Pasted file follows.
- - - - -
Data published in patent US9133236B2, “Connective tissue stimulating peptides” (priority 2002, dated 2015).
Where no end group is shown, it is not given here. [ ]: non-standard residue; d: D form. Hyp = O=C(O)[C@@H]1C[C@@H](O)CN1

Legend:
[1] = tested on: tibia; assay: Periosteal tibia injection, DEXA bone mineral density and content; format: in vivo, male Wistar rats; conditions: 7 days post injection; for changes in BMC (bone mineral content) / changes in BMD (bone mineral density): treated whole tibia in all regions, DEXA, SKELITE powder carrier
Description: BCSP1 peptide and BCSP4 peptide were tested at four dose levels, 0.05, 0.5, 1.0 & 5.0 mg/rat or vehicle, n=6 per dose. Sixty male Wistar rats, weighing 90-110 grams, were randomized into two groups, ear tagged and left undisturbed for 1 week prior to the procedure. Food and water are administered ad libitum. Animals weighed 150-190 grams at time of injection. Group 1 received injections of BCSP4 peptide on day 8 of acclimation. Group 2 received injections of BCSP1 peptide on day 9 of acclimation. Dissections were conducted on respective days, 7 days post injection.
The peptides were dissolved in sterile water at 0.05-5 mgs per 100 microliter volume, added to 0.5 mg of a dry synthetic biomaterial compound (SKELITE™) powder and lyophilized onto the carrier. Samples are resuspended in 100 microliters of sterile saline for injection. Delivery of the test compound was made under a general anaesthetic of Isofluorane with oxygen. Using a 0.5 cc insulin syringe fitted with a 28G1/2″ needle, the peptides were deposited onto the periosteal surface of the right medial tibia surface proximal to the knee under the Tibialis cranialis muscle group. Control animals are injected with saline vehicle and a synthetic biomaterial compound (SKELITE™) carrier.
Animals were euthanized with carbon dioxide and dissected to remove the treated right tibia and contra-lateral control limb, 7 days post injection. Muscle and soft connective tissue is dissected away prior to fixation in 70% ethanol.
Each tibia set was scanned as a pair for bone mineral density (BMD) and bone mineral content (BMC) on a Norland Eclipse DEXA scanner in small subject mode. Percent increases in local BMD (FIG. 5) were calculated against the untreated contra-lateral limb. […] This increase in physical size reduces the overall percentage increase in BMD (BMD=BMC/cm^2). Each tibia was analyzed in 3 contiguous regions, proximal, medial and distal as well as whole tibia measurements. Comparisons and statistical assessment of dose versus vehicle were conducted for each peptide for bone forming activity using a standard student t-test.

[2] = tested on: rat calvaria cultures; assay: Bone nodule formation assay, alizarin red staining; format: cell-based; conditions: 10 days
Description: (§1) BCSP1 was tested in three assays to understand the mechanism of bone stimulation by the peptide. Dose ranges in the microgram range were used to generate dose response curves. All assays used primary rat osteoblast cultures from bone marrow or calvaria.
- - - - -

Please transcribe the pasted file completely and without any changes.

Data published in patent US9133236B2, “Connective tissue stimulating peptides” (priority 2002, dated 2015).
Where no end group is shown, it is not given here. [ ]: non-standard residue; d: D form. Hyp = O=C(O)[C@@H]1C[C@@H](O)CN1

Legend:
[1] = tested on: tibia; assay: Periosteal tibia injection, DEXA bone mineral density and content; format: in vivo, male Wistar rats; conditions: 7 days post injection; for changes in BMC (bone mineral content) / changes in BMD (bone mineral density): treated whole tibia in all regions, DEXA, SKELITE powder carrier
Description: BCSP1 peptide and BCSP4 peptide were tested at four dose levels, 0.05, 0.5, 1.0 & 5.0 mg/rat or vehicle, n=6 per dose. Sixty male Wistar rats, weighing 90-110 grams, were randomized into two groups, ear tagged and left undisturbed for 1 week prior to the procedure. Food and water are administered ad libitum. Animals weighed 150-190 grams at time of injection. Group 1 received injections of BCSP4 peptide on day 8 of acclimation. Group 2 received injections of BCSP1 peptide on day 9 of acclimation. Dissections were conducted on respective days, 7 days post injection.
The peptides were dissolved in sterile water at 0.05-5 mgs per 100 microliter volume, added to 0.5 mg of a dry synthetic biomaterial compound (SKELITE™) powder and lyophilized onto the carrier. Samples are resuspended in 100 microliters of sterile saline for injection. Delivery of the test compound was made under a general anaesthetic of Isofluorane with oxygen. Using a 0.5 cc insulin syringe fitted with a 28G1/2″ needle, the peptides were deposited onto the periosteal surface of the right medial tibia surface proximal to the knee under the Tibialis cranialis muscle group. Control animals are injected with saline vehicle and a synthetic biomaterial compound (SKELITE™) carrier.
Animals were euthanized with carbon dioxide and dissected to remove the treated right tibia and contra-lateral control limb, 7 days post injection. Muscle and soft connective tissue is dissected away prior to fixation in 70% ethanol.
Each tibia set was scanned as a pair for bone mineral density (BMD) and bone mineral content (BMC) on a Norland Eclipse DEXA scanner in small subject mode. Percent increases in local BMD (FIG. 5) were calculated against the untreated contra-lateral limb. […] This increase in physical size reduces the overall percentage increase in BMD (BMD=BMC/cm^2). Each tibia was analyzed in 3 contiguous regions, proximal, medial and distal as well as whole tibia measurements. Comparisons and statistical assessment of dose versus vehicle were conducted for each peptide for bone forming activity using a standard student t-test.

[2] = tested on: rat calvaria cultures; assay: Bone nodule formation assay, alizarin red staining; format: cell-based; conditions: 10 days
Description: (§1) BCSP1 was tested in three assays to understand the mechanism of bone stimulation by the peptide. Dose ranges in the microgram range were used to generate dose response curves. All assays used primary rat osteoblast cultures from bone marrow or calvaria.